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Military Signals May Jam Garage Door Openers, Dec. 6th, 2004

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Military Signals May Jam Garage Door Openers, Dec. 6th, 2004

Military Signals May Jam Garage Door Openers

Monday, December 6, 2004 Posted: 9:01 AM EST (1401 GMT)

A garage-door opener malfunctions at an August 17 demonstration near Eglin Air Force Base in Florida.

WASHINGTON (AP) — Coming soon to dozens of military bases around the United States: radio signals strong enough to jam nearby garage-door openers.

Between now and 2008, the military is supplying a new radio system to roughly 125 bases that uses the same frequency as the one relied upon by more than 90 percent of the remotely operated openers, Pentagon and industry officials say.

The military radio signal is sometimes so strong that it overpowers the opener’s signal, preventing the door from opening. Or it can also vastly reduce the opener’s range, forcing the user to walk close to the garage before it will open.

Unless another solution is reached, the consumer will either have to live with the inconvenience or pay to fix the problem.

The cheapest fix would be to manually replace parts of the opener so it will use a different frequency — probably a $60 job, said Mark Karasek, technical director of a manufacturers’ group formed in response to the military radio rollout. Calling a technician to do it for you will probably run double that, he said.

This presumes consumers figure out what is wrong. When a garage door doesn’t open, people will generally replace the battery, then the opener itself. A new opener can run $150 or $200 before installation.

Government and industry officials differ on how widespread the effect will be. The government predicts it will be limited; the industry says it will be worse but wants more information from the military.

“These things are generally in a relatively small radius around military facilities,” said Michael D. Gallagher, chief of the National Telecommunications and Information Administration, which oversees government use of the airwaves. “The period of inconvenience is generally around when they start up the system. Generally consumers can try again after letting a short pause go by.”

Linton Wells II, Pentagon acting chief information officer, predicted the effect will only be noticed within 10 miles of a base.

But Karasek said interference may be felt as far away as 50 miles. He estimated that at least 50 million garage-door openers in the United States use the same frequency as the new radios.

Beyond issues of convenience and cost, his group raises safety concerns about people who don’t carry house keys being locked out of their homes.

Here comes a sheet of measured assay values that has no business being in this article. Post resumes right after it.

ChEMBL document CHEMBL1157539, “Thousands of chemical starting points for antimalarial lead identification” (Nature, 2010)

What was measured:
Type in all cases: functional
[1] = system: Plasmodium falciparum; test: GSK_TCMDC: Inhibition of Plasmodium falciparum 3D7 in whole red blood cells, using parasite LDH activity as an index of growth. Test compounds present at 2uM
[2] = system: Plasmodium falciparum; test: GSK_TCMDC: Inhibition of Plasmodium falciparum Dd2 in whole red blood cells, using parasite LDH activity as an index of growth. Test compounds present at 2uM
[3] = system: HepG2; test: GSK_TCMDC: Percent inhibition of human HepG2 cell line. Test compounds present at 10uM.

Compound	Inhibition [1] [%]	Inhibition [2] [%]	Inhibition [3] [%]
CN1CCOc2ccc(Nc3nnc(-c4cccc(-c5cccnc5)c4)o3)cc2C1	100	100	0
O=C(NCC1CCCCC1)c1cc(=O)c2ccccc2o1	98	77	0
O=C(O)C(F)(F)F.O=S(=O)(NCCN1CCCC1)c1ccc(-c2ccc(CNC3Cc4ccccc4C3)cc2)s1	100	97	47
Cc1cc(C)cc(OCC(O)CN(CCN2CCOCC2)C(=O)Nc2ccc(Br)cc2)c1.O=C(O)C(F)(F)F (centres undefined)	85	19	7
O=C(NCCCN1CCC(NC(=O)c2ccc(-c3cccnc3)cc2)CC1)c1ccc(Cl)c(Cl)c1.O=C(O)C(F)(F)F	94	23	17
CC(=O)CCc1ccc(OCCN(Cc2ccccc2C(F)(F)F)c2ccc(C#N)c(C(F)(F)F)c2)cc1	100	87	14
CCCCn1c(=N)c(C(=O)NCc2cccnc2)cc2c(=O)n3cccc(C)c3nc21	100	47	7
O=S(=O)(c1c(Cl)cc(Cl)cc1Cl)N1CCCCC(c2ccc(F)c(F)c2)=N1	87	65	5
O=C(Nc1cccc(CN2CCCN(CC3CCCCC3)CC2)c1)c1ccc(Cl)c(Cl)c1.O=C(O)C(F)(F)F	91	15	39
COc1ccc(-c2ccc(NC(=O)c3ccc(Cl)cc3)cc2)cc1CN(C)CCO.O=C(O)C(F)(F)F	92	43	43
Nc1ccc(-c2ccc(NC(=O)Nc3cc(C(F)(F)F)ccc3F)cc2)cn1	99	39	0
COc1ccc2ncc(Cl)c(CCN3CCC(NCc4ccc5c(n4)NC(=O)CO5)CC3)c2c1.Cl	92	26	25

The garage-door opener frequency at issue — 390 megahertz — has belonged to the military since around 1950. Openers have legally operated at that frequency since at least the early 1980s, Karasek said.

U.S. law allows low-power electronic devices to operate on military frequencies if they don’t cause interference. It was a good frequency for garage-door openers because transmissions can penetrate the doors.

Also, until recently, the military did not employ it often, so the industry did not have to worry about interference. Garage-door openers are too low-powered to have any effect on military communications.

It is unknown how many garage doors are close enough to one of the 125 bases to be affected, and Pentagon officials refused to list which bases would receive the new radios. A spokesman said large bases are among those receiving them.

The interference was first discovered in recent months in two areas where the new radios were tested: Mechanicsburg, Pennsylvania, and Eglin Air Force Base, Florida.

In Florida, 127 people living within seven miles of Eglin complained of interference, officials said. In Pennsylvania, where a few bases started using the radios, more than 100 people contacted the local congressman, Republican Rep. Todd Platts, about the problem, an aide said.

Mechanicsburg resident Clifford Jones couldn’t open his door at first. Now he can — by walking to within a few feet of it with the remote.

“It’s an inconvenience. It’s not a crisis,” said Jones, who is an advocate for keeping the state’s military bases open.

The conflict arises from a radio spectrum increasingly congested by military and commercial users flooding the airwaves with communications, data and signals.

The new radios are part of an $800 million project to use the military’s allotted airwaves more efficiently amid ever-growing needs, which now include vast transmissions of computer data, defense officials said.

“We’re so dependent on communications and networking devices, and we’re going to become more and more dependent,” the Pentagon’s Wells said.

All bases are getting new radios, with 125 receiving those that function at the frequency of garage-door openers. The radios are used for routine and emergency communications and training purposes.

The radios are coming online in at least two more places: Fort Hamilton in New York City and Walter Reed Army Medical Center in Washington.

The Defense and Commerce departments, the Federal Communications Commission and industry are starting discussions. Base commanders will be instructed to inform nearby communities the interference is coming.

Karasek said a solution may be for the military to program its radios to skip the garage-door opener frequency. Manufacturers may also have to start building garage-door openers that work on a different frequency, or are less susceptible to interference.

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